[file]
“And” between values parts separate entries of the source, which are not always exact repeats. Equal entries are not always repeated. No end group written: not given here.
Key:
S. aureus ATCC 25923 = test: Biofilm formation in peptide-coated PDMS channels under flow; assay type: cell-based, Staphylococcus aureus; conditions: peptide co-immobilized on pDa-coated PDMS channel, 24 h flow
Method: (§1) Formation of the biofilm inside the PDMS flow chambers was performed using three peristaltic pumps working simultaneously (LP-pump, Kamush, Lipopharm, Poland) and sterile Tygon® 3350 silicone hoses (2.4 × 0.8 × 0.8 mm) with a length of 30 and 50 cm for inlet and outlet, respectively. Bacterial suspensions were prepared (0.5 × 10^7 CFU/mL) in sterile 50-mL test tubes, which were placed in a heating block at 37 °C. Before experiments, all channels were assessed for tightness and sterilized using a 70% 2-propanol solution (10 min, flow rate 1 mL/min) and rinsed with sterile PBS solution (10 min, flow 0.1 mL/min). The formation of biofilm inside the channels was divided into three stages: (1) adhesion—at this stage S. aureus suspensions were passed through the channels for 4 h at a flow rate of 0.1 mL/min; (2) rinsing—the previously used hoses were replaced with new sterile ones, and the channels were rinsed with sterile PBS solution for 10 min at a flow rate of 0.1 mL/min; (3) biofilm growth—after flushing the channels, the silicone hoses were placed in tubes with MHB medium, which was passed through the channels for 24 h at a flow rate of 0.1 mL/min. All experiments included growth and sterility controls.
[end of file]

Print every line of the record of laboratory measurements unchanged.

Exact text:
“And” between values parts separate entries of the source, which are not always exact repeats. Equal entries are not always repeated. No end group written: not given here.
Key:
S. aureus ATCC 25923 = test: Biofilm formation in peptide-coated PDMS channels under flow; assay type: cell-based, Staphylococcus aureus; conditions: peptide co-immobilized on pDa-coated PDMS channel, 24 h flow
Method: (§1) Formation of the biofilm inside the PDMS flow chambers was performed using three peristaltic pumps working simultaneously (LP-pump, Kamush, Lipopharm, Poland) and sterile Tygon® 3350 silicone hoses (2.4 × 0.8 × 0.8 mm) with a length of 30 and 50 cm for inlet and outlet, respectively. Bacterial suspensions were prepared (0.5 × 10^7 CFU/mL) in sterile 50-mL test tubes, which were placed in a heating block at 37 °C. Before experiments, all channels were assessed for tightness and sterilized using a 70% 2-propanol solution (10 min, flow rate 1 mL/min) and rinsed with sterile PBS solution (10 min, flow 0.1 mL/min). The formation of biofilm inside the channels was divided into three stages: (1) adhesion—at this stage S. aureus suspensions were passed through the channels for 4 h at a flow rate of 0.1 mL/min; (2) rinsing—the previously used hoses were replaced with new sterile ones, and the channels were rinsed with sterile PBS solution for 10 min at a flow rate of 0.1 mL/min; (3) biofilm growth—after flushing the channels, the silicone hoses were placed in tubes with MHB medium, which was passed through the channels for 24 h at a flow rate of 0.1 mL/min. All experiments included growth and sterility controls.